An International Role for the Euro?
The international role of the euro is the hidden agenda of Europe's long-planned adoption of a single currency. Some Europeans long to regain monetary leadership, either for political symbolism or because they believe that it is financially profitable. Some in the USA are concerned for exactly symmetric reasons. Central bankers, as usual, worry that they may lose control but relish the thought of the impact that their cryptic pronouncements might have on markets all over the world. Markets wonder if there is money to be made by moving faster than officialdom. In the crime and underground business, this may be seen as yet another opportunity for evading detection, although there are risks ahead. This chapter reviews and assesses the so far limited literature on the issue.
The next section puts the emergence of the euro into historical perspective. It recalls the replacement of sterling by the dollar. Section 2 analyses what are the defining characteristics of a world currency. Section 3 evaluates the euro's chance of reaching this status. Whether it is a desirable outcome or not for Europe is discussed in Section 4, while Section 5 speculates on the implications of a bipolar international monetary system. The last section briefly concludes.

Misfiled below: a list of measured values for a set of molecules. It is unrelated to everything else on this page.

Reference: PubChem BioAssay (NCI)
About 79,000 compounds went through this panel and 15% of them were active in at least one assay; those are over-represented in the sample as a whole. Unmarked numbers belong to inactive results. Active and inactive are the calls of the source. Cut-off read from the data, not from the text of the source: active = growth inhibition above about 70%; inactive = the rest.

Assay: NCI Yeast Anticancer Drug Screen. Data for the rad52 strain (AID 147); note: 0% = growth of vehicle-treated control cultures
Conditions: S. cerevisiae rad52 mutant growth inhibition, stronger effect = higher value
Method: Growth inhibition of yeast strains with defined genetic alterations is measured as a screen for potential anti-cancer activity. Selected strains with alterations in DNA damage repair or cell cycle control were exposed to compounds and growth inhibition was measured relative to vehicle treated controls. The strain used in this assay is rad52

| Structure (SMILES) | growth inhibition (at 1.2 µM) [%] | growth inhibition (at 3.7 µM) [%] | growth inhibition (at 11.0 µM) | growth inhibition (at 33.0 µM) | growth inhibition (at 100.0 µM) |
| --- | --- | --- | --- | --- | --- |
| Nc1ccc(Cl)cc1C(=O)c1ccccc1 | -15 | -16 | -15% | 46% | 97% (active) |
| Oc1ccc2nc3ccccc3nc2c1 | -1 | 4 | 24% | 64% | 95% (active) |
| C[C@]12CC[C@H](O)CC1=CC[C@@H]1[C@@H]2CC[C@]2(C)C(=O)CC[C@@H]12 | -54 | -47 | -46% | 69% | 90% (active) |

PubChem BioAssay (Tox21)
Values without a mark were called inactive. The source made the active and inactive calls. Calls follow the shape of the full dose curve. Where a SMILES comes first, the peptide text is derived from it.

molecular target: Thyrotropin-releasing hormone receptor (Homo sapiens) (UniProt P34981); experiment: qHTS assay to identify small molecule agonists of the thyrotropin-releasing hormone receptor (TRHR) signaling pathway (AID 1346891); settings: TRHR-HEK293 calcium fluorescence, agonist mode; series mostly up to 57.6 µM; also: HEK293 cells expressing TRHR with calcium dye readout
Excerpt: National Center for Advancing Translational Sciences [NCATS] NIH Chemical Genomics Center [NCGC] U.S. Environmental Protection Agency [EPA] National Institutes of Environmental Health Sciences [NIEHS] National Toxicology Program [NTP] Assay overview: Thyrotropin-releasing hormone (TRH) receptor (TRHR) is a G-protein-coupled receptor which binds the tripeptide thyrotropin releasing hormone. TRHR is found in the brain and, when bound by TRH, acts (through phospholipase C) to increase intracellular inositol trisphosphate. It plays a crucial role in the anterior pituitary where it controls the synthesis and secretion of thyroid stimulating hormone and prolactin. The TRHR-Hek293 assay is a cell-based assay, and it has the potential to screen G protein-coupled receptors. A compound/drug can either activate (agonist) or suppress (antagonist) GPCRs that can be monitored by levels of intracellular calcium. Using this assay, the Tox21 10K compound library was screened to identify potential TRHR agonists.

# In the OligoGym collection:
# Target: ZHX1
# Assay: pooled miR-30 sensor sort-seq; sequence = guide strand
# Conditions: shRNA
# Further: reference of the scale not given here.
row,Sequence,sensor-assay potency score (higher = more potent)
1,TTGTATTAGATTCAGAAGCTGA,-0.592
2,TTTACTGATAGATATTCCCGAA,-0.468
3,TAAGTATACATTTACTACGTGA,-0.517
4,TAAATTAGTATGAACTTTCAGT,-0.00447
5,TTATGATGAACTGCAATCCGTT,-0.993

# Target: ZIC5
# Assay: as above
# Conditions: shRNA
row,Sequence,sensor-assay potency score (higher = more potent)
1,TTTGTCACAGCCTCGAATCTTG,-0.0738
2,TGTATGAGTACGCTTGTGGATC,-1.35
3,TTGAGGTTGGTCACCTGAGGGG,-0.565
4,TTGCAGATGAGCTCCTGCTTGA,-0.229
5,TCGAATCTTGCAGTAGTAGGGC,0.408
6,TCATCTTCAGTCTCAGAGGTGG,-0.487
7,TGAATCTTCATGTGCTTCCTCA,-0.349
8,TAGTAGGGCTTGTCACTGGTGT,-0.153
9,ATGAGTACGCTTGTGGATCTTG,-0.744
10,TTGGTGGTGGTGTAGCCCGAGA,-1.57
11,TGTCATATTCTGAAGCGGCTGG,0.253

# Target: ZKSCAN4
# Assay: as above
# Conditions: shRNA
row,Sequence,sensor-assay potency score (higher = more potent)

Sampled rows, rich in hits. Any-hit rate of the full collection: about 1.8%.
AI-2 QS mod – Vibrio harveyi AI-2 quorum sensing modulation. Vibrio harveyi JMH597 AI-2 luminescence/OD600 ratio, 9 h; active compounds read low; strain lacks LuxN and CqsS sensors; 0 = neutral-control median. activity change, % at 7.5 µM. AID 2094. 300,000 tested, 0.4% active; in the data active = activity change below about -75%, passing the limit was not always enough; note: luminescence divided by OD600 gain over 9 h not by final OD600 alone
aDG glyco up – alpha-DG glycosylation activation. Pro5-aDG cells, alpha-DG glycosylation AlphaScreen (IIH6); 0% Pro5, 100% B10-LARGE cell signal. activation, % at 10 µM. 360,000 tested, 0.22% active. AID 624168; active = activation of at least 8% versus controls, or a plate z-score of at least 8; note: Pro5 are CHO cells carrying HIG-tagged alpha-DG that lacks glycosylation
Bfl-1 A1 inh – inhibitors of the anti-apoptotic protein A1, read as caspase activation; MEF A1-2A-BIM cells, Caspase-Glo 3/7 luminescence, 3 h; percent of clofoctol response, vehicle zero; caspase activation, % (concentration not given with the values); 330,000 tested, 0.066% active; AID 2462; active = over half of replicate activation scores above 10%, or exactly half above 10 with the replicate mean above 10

It is customary to look at an international currency from the viewpoint of the functions traditionally ascribed to a national currency: medium of exchange, unit of account and store of value.1Table 3.1, from Krugman ( 1991), summarizes the situation, distinguishing private from public use. By and large, the private use of an international currency is no different from the private use of a national currency: it is____________________